In an agent-principal relationship, a principal hires another individual or institution as an agent that would perform services and/or make a decision on behalf of the principal. (28) This involves two main features: the delegation of authority and the mechanism of control of a principal over an agent. (29) For the agent to act on behalf of the principal, the agent needs the delegated authority of the principal in order to perform the assigned task, while the principal needs a control system to verify that the agent is doing what he is supposed to do. With the assumptions of information asymmetry and opportunism on behalf of the agent, agency-related problems can develop. As the agent is presumed to know more than the principal about the specific delegated task and the effort required for it, the agent can opportunistically exploit his position, for instance, by minimizing time and effort. (30) The principal may minimize this problem by monitoring the actions of the agent and specifying an incentive scheme that rewards good behaviour. However, due to the difficulties in gathering information on the agent's performance and also because the incentive is not equivalent to the agent's self-interests, this control system becomes imperfect and a residual welfare loss will inevitably remain. (31)
Agency theory allows us to view decentralization in terms of an agency relationship. In decentralization, the central government acts as a principal which delegates some governmental functions, authority and responsibilities to local governments as the agents. Furthermore, the principal-agent relationship in decentralization is not only limited to the central government and the local government. At the local level, there is also an agency relationship between elected officials (governors, district heads/city mayors, local legislators) as local principals and local government bureaucrats as the agents. Concerning the provision of public services, in particular, this agency relationship exists between local governments (principal) that delegates authority to public service providers (agent) to deliver various public services such as education, health or clean water. (32) The resulting agency problem is how the principals can ensure that the agents are properly implementing their objectives and policies.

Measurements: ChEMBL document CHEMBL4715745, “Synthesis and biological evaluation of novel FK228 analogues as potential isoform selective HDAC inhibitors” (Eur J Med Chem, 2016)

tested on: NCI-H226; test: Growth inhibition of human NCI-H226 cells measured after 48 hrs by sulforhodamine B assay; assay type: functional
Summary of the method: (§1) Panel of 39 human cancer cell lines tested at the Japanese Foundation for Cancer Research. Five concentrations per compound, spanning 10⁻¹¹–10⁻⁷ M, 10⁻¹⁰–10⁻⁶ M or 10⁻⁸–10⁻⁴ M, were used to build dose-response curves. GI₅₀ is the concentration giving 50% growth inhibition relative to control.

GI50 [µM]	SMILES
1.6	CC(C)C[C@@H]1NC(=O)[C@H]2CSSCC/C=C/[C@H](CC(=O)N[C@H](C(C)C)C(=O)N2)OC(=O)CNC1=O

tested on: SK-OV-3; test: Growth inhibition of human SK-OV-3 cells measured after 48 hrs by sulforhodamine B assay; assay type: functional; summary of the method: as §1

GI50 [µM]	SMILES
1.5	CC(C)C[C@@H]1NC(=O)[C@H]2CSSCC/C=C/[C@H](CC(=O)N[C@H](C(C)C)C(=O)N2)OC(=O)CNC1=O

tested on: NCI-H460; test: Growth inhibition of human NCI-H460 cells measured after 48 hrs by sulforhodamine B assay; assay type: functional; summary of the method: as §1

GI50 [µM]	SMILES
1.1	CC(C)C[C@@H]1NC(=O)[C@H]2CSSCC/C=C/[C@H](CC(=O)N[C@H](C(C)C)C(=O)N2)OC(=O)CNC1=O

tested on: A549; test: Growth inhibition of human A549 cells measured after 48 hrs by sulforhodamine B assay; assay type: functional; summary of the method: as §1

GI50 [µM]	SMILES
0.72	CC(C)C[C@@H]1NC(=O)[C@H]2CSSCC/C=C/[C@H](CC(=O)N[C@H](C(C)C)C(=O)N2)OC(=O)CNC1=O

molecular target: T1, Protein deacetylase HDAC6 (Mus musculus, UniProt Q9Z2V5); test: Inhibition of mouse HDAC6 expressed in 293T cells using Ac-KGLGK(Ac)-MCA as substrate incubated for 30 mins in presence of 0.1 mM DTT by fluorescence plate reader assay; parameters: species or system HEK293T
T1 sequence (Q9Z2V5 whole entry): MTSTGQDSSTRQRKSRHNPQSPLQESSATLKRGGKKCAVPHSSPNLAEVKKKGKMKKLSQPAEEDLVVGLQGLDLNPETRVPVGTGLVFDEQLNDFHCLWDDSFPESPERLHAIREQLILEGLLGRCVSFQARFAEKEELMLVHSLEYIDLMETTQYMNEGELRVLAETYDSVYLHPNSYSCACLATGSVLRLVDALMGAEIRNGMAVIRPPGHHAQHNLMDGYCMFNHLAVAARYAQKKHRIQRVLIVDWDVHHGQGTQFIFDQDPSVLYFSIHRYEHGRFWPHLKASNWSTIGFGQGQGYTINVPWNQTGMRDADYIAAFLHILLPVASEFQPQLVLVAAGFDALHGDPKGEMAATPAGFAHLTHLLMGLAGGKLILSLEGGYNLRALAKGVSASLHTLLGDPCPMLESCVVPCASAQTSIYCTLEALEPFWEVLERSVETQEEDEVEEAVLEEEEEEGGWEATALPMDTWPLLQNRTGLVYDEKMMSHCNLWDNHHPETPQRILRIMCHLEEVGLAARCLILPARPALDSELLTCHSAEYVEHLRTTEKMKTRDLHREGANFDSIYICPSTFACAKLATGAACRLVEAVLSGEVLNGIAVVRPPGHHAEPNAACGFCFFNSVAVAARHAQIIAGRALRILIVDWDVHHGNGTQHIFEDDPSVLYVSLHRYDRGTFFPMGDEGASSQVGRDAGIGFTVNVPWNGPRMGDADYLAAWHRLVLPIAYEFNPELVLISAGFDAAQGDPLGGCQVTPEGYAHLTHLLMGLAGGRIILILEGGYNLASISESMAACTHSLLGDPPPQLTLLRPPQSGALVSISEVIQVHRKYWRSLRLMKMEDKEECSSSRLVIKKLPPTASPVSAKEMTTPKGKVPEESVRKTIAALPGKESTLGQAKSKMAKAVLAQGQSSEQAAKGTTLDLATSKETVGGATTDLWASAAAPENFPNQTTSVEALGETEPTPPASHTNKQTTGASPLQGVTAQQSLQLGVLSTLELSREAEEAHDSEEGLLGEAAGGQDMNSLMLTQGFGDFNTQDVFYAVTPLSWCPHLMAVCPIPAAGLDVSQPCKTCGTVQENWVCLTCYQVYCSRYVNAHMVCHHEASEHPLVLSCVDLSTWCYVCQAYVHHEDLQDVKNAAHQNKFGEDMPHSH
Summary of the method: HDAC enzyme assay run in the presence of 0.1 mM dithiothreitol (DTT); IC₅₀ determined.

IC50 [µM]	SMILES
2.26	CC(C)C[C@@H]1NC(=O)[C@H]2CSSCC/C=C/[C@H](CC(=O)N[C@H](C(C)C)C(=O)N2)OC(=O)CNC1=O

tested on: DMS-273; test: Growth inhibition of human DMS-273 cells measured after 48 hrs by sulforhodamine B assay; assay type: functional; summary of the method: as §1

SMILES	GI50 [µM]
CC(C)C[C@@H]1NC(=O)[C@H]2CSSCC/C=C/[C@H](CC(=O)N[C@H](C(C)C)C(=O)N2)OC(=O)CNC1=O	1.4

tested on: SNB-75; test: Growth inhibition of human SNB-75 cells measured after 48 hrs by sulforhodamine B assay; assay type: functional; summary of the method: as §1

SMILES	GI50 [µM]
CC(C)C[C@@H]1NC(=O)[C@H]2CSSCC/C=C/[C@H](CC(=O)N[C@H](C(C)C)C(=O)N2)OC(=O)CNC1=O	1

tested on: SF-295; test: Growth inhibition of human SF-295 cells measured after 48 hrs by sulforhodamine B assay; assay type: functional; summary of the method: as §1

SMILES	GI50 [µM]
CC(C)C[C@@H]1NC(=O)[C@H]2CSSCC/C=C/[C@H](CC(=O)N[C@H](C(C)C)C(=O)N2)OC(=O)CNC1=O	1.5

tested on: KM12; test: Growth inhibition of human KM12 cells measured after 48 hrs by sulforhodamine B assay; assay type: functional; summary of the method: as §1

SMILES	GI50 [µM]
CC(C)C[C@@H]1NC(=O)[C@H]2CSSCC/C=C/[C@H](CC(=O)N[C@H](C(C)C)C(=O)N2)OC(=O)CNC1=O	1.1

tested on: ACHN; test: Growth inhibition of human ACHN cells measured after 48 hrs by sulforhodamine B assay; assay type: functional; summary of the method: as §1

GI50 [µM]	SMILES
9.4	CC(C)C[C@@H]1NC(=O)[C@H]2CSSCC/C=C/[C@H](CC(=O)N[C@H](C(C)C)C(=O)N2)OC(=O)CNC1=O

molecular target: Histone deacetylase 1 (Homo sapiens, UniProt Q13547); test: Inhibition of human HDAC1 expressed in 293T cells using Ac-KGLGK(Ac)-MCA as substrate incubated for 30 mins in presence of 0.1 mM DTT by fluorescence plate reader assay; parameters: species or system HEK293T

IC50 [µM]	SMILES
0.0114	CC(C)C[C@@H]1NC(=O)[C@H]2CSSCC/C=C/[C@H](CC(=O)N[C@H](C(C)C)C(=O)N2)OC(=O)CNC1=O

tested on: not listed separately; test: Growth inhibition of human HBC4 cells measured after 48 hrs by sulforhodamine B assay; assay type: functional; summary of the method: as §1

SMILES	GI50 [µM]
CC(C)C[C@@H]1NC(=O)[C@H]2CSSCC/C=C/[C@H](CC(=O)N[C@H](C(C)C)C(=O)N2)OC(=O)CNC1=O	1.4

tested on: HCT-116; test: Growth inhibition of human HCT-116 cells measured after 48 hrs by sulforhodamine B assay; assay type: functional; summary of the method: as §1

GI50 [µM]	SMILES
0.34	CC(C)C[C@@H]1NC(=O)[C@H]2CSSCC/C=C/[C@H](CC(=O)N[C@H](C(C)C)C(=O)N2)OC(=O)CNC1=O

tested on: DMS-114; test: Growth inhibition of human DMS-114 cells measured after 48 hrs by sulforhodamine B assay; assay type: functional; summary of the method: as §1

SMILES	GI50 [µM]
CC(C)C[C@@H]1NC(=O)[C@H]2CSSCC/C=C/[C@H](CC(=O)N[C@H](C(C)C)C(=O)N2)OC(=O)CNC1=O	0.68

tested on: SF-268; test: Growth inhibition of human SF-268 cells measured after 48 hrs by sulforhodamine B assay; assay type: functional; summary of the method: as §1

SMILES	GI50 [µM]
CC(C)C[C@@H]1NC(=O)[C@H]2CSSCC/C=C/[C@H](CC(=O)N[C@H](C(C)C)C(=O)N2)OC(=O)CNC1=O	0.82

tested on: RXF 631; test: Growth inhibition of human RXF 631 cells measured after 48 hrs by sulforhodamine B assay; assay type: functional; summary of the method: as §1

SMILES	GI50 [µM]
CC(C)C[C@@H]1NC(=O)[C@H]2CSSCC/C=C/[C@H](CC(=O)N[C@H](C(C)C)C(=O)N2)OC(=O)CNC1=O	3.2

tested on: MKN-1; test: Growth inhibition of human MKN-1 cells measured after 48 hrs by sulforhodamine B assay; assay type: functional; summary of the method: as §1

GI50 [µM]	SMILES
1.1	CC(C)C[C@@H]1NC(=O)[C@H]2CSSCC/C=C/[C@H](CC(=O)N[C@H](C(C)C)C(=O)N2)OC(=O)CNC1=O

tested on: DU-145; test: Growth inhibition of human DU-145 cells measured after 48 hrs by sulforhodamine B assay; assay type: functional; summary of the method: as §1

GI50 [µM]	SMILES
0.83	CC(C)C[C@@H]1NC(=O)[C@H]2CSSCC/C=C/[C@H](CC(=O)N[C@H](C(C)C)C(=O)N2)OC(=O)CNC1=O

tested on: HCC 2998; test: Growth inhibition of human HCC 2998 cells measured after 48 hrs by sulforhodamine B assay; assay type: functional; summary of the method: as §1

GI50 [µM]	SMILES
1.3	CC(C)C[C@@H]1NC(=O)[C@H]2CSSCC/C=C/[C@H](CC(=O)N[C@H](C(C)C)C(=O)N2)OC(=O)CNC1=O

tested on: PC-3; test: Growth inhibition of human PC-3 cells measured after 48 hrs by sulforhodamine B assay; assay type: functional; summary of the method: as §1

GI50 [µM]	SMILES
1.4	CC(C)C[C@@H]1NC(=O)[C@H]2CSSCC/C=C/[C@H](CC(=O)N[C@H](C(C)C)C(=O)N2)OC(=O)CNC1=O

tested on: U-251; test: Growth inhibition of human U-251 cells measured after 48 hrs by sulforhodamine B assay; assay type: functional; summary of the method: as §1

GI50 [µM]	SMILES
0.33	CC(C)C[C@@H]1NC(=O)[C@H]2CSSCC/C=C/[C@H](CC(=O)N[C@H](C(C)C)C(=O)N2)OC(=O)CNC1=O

To this end, monitoring and incentives are used as mechanisms to control an agent's behaviour by the principal. In decentralization settings, however, establishing monitoring and providing incentive schemes are often ineffective in improving an agent's performance. This is due to three main reasons. The first involves the creation of multiple principals (national and local) and the emergence of additional agency problems when conflicts of interest arise between the different levels of principals. This happens, for instance, when there is a lack of consensus among principals concerning what aspects of the agents' performance should be monitored. (33) Second, distance can adversely affect monitoring systems as the lack of communication technology and poor transportation infrastructures can render it challenging for a principal to monitor an agent in a large government territory. (34) This condition is further complicated by the lack of coordination between government structures at different spatial levels. (35) Third, despite differing circumstances at the local level, incentive schemes from the central government are often implemented uniformly. Due to their unresponsiveness to local needs, such incentives may prove counterproductive in improving the agents' performance. Agency theory, therefore, helps analyse the impact of decentralization on public service provision by examining agency problems in the relationship between the central government and the district government as well as between the district government and the service providers.